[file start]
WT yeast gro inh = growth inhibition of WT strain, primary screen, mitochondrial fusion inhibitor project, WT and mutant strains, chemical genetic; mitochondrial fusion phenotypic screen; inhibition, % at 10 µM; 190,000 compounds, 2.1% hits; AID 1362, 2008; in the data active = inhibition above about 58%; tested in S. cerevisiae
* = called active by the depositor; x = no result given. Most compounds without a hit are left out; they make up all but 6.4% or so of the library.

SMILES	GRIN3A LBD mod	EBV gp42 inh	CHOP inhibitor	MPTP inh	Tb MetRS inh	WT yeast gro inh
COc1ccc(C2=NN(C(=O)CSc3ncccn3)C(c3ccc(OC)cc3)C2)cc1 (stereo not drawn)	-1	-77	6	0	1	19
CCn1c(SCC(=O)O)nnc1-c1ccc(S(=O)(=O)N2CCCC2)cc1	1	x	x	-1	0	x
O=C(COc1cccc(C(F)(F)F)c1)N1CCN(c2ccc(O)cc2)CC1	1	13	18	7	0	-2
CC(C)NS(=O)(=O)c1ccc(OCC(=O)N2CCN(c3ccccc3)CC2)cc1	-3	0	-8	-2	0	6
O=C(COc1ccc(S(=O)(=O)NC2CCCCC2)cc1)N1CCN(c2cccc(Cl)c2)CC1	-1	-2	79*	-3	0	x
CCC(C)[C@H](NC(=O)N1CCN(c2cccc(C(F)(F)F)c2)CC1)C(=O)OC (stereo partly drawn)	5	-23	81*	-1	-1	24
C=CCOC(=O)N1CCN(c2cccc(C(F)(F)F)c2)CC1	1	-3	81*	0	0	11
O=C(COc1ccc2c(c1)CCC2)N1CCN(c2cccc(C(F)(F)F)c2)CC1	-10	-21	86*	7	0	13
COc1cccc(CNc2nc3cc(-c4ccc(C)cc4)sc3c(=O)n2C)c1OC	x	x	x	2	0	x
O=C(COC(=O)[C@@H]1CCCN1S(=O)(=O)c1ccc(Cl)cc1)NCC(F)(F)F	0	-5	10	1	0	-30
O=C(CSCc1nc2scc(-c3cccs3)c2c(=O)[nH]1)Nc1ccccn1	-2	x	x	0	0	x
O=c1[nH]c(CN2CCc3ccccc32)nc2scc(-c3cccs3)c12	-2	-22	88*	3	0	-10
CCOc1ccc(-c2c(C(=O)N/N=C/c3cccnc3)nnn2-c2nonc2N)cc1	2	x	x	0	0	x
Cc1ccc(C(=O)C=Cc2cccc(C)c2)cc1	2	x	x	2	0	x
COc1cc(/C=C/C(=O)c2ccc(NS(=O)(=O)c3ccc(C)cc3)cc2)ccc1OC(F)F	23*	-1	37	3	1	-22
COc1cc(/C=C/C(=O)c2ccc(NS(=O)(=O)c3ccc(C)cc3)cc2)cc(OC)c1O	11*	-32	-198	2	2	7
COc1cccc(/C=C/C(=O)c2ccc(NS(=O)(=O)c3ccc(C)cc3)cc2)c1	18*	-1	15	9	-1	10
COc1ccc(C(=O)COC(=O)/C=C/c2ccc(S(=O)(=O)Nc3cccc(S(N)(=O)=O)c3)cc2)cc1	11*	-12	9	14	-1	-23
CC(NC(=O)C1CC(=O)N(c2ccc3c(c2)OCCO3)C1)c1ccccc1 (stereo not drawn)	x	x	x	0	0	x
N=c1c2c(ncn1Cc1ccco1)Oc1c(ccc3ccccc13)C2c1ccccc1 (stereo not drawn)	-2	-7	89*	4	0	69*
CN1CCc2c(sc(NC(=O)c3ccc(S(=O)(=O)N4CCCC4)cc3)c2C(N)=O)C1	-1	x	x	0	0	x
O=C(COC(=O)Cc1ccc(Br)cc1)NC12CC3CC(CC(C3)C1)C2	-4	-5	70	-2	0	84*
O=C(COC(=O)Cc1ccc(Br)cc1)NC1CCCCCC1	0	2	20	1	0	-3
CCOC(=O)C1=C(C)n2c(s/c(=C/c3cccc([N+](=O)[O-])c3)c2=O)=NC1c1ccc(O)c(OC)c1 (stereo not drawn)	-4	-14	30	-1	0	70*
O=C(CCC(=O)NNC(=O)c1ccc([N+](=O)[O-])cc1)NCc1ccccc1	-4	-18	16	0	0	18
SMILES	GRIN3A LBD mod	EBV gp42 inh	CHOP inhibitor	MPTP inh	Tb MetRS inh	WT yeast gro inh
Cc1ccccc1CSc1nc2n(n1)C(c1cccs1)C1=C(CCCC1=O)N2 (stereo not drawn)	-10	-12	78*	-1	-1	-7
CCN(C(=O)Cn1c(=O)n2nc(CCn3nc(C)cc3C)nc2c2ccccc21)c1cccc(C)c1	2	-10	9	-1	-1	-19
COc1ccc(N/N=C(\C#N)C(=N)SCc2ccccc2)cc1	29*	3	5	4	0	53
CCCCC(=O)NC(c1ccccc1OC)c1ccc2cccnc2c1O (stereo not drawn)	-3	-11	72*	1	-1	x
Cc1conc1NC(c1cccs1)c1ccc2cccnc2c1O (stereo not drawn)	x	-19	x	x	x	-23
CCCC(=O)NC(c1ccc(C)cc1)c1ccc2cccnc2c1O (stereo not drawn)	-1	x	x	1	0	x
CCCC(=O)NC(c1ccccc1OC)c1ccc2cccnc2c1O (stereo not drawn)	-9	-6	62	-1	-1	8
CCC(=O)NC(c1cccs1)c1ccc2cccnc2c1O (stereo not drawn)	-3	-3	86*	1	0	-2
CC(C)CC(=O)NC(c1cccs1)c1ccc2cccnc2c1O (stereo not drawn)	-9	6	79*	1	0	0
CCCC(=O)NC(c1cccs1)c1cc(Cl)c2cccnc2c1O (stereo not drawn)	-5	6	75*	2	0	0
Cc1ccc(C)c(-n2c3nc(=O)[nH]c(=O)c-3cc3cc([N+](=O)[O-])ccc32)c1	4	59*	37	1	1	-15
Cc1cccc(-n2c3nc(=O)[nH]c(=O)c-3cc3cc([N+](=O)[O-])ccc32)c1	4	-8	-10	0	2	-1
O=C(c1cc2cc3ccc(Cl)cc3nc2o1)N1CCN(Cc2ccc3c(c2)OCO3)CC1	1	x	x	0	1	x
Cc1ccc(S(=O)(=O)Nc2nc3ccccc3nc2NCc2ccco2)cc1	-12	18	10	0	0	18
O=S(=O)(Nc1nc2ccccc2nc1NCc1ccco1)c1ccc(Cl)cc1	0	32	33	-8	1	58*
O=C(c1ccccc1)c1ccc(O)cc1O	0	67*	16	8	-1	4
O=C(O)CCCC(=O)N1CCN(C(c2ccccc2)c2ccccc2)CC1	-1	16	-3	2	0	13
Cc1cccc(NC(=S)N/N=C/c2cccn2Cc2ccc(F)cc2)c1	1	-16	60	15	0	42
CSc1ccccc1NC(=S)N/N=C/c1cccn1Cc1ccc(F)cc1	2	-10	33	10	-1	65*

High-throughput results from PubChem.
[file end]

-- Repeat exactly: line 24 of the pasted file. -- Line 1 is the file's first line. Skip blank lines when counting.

CN1CCc2c(sc(NC(=O)c3ccc(S(=O)(=O)N4CCCC4)cc3)c2C(N)=O)C1	-1	x	x	0	0	x